Adult butterflies and moths are increasingly scarce now that autumn has taken hold, but there are still plenty of caterpillars to spot. Indeed, this is one of the prime times of year to look for larvae.
The summertime peak of butterfly and moth abundance has given rise to offspring, many of which are now in the caterpillar stage of their life cycle. What’s more, many are now fully grown and are wandering away from their foodplants in search of somewhere to hibernate or pupate.
In the garden, one of the most impressive caterpillars at this time of year is the Elephant Hawk-moth. Now some 8cm long and as thick as a finger, these giants can be spotted still feeding on fuchsia leaves or roaming the garden, prior to pupating for the winter hidden away on or under the soil surface.
They make an impressive, even daunting sight but are completely harmless to humans and pets. Have a look at the eye-spot markings on the sides of their bodies near the head end. The Elephant Hawk-moth caterpillar can puff itself up to make these ‘eyes’ seem even bigger and more intimidating to would-be predators such as birds.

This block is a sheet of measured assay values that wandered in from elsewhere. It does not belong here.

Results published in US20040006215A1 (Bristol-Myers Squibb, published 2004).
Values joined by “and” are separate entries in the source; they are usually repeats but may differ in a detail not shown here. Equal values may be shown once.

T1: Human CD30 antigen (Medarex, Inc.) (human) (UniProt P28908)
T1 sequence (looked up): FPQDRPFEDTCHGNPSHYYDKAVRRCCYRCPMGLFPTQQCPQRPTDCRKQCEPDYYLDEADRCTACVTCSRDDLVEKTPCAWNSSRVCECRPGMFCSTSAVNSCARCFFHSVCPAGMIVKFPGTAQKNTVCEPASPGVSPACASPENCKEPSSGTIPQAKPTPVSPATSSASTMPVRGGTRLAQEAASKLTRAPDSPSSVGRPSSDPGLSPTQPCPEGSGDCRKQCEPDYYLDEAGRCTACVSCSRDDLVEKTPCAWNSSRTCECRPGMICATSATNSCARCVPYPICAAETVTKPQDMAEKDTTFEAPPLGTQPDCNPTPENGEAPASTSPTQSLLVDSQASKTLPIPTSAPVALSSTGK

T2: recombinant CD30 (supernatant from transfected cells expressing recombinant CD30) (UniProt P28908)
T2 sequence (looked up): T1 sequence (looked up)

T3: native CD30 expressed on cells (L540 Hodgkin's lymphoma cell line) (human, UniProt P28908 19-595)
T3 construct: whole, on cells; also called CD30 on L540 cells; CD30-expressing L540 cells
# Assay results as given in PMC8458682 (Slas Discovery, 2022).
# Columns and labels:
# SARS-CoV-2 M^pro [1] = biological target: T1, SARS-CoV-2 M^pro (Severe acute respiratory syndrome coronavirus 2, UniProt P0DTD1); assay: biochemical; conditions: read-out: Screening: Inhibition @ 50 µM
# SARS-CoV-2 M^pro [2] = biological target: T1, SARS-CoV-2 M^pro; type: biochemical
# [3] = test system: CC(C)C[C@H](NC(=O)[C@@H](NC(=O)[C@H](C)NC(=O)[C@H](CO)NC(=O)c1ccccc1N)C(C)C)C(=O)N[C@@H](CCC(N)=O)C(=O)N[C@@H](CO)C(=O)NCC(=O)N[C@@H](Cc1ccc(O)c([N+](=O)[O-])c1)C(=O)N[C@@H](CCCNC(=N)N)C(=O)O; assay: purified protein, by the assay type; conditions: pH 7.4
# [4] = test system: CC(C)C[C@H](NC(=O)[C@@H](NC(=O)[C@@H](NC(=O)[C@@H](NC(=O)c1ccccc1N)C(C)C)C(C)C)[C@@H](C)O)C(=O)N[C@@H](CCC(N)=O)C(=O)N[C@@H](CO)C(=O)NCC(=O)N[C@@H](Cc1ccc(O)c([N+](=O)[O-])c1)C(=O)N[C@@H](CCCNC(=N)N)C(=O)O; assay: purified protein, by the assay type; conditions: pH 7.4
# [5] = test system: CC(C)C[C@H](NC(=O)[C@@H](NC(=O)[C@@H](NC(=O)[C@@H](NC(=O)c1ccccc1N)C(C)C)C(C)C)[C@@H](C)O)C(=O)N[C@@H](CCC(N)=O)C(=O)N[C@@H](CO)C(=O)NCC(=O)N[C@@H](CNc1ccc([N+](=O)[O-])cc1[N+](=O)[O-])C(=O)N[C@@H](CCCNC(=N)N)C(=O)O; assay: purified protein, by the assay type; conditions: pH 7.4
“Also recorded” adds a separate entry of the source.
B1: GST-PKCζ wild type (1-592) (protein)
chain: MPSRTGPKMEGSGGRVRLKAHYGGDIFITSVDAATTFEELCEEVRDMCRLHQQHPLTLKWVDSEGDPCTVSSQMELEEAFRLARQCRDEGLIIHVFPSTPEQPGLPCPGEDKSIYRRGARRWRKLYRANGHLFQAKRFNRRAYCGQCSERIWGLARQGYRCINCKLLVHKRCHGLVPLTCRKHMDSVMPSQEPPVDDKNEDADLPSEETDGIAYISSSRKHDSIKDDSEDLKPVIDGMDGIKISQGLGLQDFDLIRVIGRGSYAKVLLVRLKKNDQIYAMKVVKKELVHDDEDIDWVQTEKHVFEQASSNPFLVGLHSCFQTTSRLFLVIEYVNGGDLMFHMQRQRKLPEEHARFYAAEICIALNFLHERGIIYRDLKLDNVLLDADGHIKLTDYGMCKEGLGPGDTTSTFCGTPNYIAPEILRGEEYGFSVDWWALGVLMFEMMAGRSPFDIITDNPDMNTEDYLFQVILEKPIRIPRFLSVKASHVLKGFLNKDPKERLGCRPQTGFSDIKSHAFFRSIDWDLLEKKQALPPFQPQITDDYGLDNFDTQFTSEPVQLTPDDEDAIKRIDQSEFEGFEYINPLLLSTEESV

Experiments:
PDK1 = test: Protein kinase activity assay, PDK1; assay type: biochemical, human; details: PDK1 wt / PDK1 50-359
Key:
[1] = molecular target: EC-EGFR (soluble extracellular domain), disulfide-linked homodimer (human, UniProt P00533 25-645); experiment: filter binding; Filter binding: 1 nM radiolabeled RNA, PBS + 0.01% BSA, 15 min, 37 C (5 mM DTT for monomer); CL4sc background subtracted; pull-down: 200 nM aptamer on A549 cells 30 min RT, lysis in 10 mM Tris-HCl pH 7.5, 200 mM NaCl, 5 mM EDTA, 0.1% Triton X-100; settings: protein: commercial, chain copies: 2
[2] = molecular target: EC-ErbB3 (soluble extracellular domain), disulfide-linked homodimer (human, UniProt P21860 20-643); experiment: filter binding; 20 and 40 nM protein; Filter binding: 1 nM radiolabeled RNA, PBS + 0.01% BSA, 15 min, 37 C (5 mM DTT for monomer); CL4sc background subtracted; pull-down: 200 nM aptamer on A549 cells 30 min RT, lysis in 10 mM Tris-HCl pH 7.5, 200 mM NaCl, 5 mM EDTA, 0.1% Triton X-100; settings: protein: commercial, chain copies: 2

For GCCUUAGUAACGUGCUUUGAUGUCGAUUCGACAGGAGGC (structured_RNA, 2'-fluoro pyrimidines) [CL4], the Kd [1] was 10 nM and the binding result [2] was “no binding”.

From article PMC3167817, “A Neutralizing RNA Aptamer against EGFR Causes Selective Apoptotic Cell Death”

At the opposite extreme from the Elephant Hawk-moth are moth caterpillars so tiny that they can live within the thin tissue of a plant leaf. Autumn is a good time of year to look for these species too, which are generically known as ‘leaf-miners’ after the tunnels, blotches or tents that they make as their homes.
A good one to look for in the garden is the Firethorn Leaf Miner Phyllonorycter leucographella on Pyracantha (Firethorn) shrubs. The mines are conspicuous and easy to spot on the upper surface of leaves, looking like long, translucent white tents. The mines ultimately cause the leaf to curl into a roll, so it is worth checking for these too on Pyracanthas.
There are plenty of other cool caterpillars to look out for in the garden, including the Vapourer moth, with its ‘shaving-brush’ tufts of yellow bristles and the yellow and a new generation of Large White caterpillars munching through brassicas and nasturtiums.
If you have Purple Toadflax growing, then check for the caterpillars of the Toadflax Brocade. This scarce moth of south-east England is spreading to new areas and has recently been recorded in Wales for the first time. Its caterpillars are bluish-grey, liberally speckled with black dots and blotches and with yellow stripes running along the length of the body.
Out in the countryside, particularly on heathland, moors, downs, dunes and coastal grassland, the fully-grown, furry caterpillars of Fox Moth are on the move. These distinctive and often numerous creatures are black and covered with long hairs; dark brown and grey over most of the body and reddish-brown along the back. They can reach 7cm in length and wander freely during the day, at this time of year, before entering hibernation hidden in the leaf litter.
More information about finding and identifying caterpillars can be found on the Moths Count website.
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